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The International Writers Magazine - Our 21st Year: Review Archive

Thirteen Reasons Why by Jay Asher
ISBN: 978-0-141-32829-4
Penguin Books
Nina Aumaitre Review

Teen fiction, it felt like forever since I had let my fingers run along the seams of the books crowding that section. I mean what’s on the buffet for teens now days?

After letting my fingers zigzag some more among the glittery and stylised fonts I finally I settled for ‘Thirteen Reasons Why’ by Jay Asher. His novel, the story of an American high school boy, Clay Jensen, who has one final rendezvous with his former class mate Hannah Baker; one beyond the grave but also beyond time. The lines of the past and the present blur after he finds a parcel on his door step. This parcel has no return address but instead, bundled inside, his crush’s 13 reasons for ending her life; all meticulously recorded on audio tapes. And guess what, this poison parcel is only destined to the people linked to her tragic story. So what was his role in her death?

That question is what keeps you turning those pages. But also the feeling of being an archaeologist or a detective, slowly lifting the dust and mysteries as every new chapter unfolds, and finally the topic of suicide; quite daring for a first release.

So I’ll come right to the crunch: the intrigue is there, especially when Hannah Baker open’s up her first tape with the following introduction: "I’m not saying which tape brings you into the story. But fear not, If you’ve received this lovely little box, your name will pop up... I promise. Now why would a dead girl lie? Hey! That sounds like a joke. Why would a dead girl lie? Answer: Because she can’t stand up."

A great hook that made me wince, but most of all it made me want to know more about her character. Sadly it wasn’t long before I found myself faced once again with America’s top three high school stereotypes: reputation, cheerleaders and jocks. As the scenario becomes mined with stiff and nearly forced dialogue i started to lose sympathy for the leading lady. Her reasons soon start sounding too manufactured for the plot. In my eyes this story only proved to scrapes the surface of this controversial topic, as if the author has picked up a stone and he is describing it, when what I really want him to do is to crack it open. After a while the intrigue fades and you can’t wait to get to the end of the 7 tapes, and when it ends you are left feeling like there was no final sprint!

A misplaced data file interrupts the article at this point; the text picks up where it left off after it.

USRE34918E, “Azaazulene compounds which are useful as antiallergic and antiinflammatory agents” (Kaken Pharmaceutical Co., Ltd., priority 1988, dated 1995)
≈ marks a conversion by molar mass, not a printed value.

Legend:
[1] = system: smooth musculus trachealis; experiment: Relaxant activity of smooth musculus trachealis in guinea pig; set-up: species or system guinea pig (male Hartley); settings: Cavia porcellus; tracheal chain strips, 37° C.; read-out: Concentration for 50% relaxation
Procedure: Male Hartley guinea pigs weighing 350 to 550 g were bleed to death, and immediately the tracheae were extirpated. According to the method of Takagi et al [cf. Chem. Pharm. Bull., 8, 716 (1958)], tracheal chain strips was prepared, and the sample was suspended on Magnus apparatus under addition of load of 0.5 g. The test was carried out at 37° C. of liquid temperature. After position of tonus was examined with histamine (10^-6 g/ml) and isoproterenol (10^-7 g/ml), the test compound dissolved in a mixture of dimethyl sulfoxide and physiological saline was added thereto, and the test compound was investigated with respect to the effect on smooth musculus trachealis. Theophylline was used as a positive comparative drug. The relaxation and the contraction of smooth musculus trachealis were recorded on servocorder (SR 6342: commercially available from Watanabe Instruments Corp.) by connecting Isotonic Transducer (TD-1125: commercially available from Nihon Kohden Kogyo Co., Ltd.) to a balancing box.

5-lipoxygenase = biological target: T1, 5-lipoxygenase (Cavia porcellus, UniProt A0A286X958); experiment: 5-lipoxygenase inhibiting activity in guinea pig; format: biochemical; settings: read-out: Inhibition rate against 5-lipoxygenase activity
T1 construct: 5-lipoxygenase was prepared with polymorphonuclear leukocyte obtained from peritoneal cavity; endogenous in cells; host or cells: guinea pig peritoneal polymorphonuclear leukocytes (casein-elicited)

Though the structure of the novel was interesting, Hannah’s story (all in an audio format), intercut and filled in by Clay’s view on the events, his inability to read the signs, her inability to truly reach out, it stays only as a structure to a story which lacks in depth and resonance. This is a book about how it is so easy to misunderstand others, or to miscalculate how much of an impact we can have on them. A story about awareness, trying to sensitise teens to this issue, which gnaws away quietly at the core of society. This story has received many awards and inspired teens to make it into a play and now a TV series. But personally all I feel like adding is: a book I have read, and will soon forget.
© Nina Aumaitre Nov 2009

The Silver Blade by Sally Gardner
Nina Aumaitre review

France 1793, blood is running in rivulets down the streets as heads fall severed from bodies like petals of sickle roses

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